In America, having a baby is becoming a luxury only a few can afford

Arwa Mahdawi
Photograph: Jeenah Moon/Reuters

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Kids? In this economy?!

In news that should surprise absolutely nobody, Americans are having fewer kids. US birthrates have fallen to a 35-year low, according to new federal data. Around 3.75m babies were born in America in 2019, down 1% from the previous year. Birthrates dropped among women of basically every age and race group, but rose slightly among women in their early 40s.

The total fertility rate (which estimates the number of births that a hypothetical group of 1,000 women would have over their lifetime) is also at a record low. American women are now projected to have about 1.71 children over their lifetimes, which is below the rate of 2.1 needed to completely replace a generation.

It doesn’t take a genius to figure out why Americans are having fewer kids. The government makes a big song and dance about how much it loves fetuses, but it is actively hostile to parents. The US is the only OECD country without national statutory paid maternity, paternity or parental leave, for one thing. Then there’s the financial cost of simply delivering the kid. America is the most expensive place in the world to have a baby – and it may be one of the only places in the world where hospitals charge you just for holding your child. One couple found a $39.35 charge on their hospital bill for “skin-to-skin” contact after their baby was born.

Because of the Kafkaesque nature of America’s healthcare system, it’s hard to pin down how much the cost of an average birth is, but one 2013 estimate put it at around $32,093. That’s just for an uncomplicated vaginal birth, by the way. If you have a complicated pregnancy and bad (or no) insurance you can very easily find yourself getting bankrupted by the medical bills.

Once you have the child, you have to deal with astronomical childcare costs. The Atlantic notes that, since the 1990s, childcare costs have grown twice as fast as overall inflation. The average cost of a full-time childcare program is now $16,000 a year – which, in some states, is more than university tuition. Meanwhile, many millennial parents are still paying off their own student debt.

While there have been a lot of jokes about a coronavirus baby boom, experts think it is likely that the economic uncertainty caused by the pandemic will cause birth rates to drop further. Now, more than ever, kids are becoming a luxury only a few can afford.

Lana Del Rey engages in some ‘misogynoir’

In a rather Alison Roman-esque move the singer recently lashed out at a group of female artists, most of whom were black women. In an Instagram post, Del Rey accused Doja Cat, Ariana Grande, Camila Cabello, Cardi B, Kehlani, Nicki Minaj and Beyoncé of having “had number ones with songs about being sexy, wearing no clothes, fucking, cheating etc”. I’m not sure exactly what Del Rey was trying to communicate as her Instagram post was sort of incomprehensible. However, it sounded a lot like she was saying that Beyoncé et al are morons who have had it easy, while Del Rey is a Very Serious Artist who has been vilified and called anti-feminist by the press for glamourizing abuse in her lyrics. After a lot of backlash, Del Rey is now insisting she’s not a racist. She’s just a Very Serious Artist who seems to have a problem with successful black women.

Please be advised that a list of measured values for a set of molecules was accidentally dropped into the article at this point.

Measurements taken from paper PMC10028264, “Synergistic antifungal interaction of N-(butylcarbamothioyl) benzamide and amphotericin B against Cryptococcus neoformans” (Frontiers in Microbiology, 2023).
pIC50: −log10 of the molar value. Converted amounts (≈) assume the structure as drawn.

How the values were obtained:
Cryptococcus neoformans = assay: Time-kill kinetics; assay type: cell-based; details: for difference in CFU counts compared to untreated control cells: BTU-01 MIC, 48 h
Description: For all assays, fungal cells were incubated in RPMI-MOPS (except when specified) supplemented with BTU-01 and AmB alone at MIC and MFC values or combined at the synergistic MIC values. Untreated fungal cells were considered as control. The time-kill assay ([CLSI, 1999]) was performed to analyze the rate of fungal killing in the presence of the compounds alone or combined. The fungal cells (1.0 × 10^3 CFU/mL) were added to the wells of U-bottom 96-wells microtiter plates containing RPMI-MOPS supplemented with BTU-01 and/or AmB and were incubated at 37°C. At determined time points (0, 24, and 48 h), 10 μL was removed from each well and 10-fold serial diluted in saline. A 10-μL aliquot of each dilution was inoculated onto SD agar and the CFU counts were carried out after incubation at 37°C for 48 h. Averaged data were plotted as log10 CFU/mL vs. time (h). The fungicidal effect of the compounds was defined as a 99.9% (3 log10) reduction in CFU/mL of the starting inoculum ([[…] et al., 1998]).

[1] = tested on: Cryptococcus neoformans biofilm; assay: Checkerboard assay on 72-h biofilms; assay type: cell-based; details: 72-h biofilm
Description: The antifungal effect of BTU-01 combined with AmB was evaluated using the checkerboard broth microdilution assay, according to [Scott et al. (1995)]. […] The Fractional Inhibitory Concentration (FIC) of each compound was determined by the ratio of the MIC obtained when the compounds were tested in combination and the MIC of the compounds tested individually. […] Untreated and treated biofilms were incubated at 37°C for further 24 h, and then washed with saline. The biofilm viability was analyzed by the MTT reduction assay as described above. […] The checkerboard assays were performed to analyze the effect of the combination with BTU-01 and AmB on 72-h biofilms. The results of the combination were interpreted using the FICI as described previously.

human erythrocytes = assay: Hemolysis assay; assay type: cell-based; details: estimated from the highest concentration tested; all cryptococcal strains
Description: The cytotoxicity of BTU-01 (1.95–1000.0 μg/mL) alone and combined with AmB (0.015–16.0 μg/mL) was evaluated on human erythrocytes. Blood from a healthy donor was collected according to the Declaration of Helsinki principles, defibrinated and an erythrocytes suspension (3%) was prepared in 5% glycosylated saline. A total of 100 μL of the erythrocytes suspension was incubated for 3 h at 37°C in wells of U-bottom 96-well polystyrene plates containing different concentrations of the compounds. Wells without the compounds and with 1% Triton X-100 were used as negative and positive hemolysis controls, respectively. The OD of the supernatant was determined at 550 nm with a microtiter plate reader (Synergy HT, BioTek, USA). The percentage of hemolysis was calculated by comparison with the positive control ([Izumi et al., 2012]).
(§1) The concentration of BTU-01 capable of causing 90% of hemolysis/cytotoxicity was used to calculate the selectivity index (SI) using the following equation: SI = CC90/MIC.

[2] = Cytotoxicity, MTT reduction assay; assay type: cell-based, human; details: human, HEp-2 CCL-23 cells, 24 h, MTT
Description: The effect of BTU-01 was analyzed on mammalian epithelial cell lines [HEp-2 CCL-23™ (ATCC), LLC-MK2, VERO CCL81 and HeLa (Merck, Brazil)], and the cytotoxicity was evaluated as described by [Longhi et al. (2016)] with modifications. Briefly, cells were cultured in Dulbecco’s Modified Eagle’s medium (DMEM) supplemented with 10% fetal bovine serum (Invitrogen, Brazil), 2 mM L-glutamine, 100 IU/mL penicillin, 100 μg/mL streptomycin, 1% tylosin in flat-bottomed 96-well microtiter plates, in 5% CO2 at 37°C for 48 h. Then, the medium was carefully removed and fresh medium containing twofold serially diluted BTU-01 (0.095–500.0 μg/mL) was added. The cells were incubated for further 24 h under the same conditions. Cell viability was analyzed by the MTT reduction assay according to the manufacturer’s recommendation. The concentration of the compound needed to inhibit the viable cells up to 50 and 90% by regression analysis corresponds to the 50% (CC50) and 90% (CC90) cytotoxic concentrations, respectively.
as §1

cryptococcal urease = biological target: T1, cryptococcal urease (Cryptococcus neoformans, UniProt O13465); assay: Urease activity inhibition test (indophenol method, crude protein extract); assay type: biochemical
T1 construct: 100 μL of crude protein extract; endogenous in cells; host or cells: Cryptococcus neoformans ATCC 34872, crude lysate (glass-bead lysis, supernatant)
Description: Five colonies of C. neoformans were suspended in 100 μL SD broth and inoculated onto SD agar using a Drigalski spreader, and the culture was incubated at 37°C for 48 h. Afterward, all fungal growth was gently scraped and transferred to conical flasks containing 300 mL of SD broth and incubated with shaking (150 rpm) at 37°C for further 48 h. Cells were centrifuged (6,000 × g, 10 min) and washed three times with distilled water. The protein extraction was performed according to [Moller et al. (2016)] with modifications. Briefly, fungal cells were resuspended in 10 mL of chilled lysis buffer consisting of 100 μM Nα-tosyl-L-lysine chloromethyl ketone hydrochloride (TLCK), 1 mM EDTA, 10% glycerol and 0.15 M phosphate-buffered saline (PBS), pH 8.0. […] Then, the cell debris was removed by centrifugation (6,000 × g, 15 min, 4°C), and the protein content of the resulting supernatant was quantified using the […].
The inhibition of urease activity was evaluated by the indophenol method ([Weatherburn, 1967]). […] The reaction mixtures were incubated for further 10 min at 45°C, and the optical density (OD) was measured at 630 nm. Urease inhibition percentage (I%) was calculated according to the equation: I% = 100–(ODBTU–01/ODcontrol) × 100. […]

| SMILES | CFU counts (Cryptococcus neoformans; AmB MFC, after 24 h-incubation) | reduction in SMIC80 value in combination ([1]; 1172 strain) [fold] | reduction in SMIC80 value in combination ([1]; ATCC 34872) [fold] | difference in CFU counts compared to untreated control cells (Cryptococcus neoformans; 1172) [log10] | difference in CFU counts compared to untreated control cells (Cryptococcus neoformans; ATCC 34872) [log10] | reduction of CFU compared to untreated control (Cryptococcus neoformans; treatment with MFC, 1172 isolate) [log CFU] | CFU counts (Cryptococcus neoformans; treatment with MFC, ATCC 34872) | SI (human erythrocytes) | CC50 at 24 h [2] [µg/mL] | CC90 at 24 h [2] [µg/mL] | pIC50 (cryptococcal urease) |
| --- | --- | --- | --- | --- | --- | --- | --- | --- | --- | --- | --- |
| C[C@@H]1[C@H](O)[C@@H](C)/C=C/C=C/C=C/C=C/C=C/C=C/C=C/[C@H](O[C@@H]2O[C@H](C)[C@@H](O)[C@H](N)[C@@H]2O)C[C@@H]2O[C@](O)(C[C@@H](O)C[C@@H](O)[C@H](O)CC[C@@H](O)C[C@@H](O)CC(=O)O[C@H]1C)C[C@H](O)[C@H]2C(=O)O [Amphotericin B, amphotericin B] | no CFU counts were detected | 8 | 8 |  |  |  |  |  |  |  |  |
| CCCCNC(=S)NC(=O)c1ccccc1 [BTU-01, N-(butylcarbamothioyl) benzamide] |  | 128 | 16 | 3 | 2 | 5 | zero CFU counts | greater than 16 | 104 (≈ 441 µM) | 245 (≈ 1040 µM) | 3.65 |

Speaking of Alison Roman …

She’s been placed on temporary leave by the New York Times following her disparaging comments about Chrissy Teigen and Marie Kondo. Kind of weird that the Times has decided to punish Roman but never seems to reprimand Brett Stephens, who regularly pontificates about things like the “disease of the Arab mind” and eugenics.

Covid-19 is killing more men than women – except for in Canada

In Quebec women make up 59.4% of confirmed coronavirus cases and 54.6% of deaths. Experts attribute this to the fact that the majority of outbreaks have occurred in long-term care homes; women make up over 75% of residents aged 85 years and older in these homes.

‘OK Wallet’ is a new TikTok insult apparently

When young men refer to young women as “dishwasher” or “sandwich maker” online, women are starting to reply: “OK wallet.” NBC explains that the idea is to show men what it’s like to objectified and reduced to your gender role. This isn’t the first time this sort of pointed role reversal has happened. In the 1960s, feminists held an “ogle-in” on Wall Street, where women cat-called men on their way to work.

Rwanda to release 50 women jailed for having abortions

The latest figures available show there were 227 women jailed for abortion in Rwanda in 2014. It’s not clear how many remain in prison.

British women bear emotional brunt of Covid-19

Six out of 10 women said they were finding it hard to stay positive day-to-day, compared with just under half of men.

Ageism in sexual violence data

A new book about the victim-blaming of women, Why Women are Blamed for Everything, notes that, for decades, “all domestic and sexual violence data we had in the UK ignored the experiences of women over the age of 60.” If you were over 60 then any sexual violence you experienced simply wasn’t included in the national statistics. In 2018 the Office of National Statistics increased the age cap to 74.

The week in Musk-iarchy

Think you get a lot of nuisance phone calls? Spare a thought for skincare consultant Lyndsay Tucker who has Elon Musk’s old phone number and regularly receives texts and calls intended for the famous entrepreneur. The 25-year-old told NPR that she gets at least three calls or texts intended for Musk a day, but her phone blows up whenever the billionaire is involved in a scandal. Which is a lot. I think Musk owes the poor woman a new phone.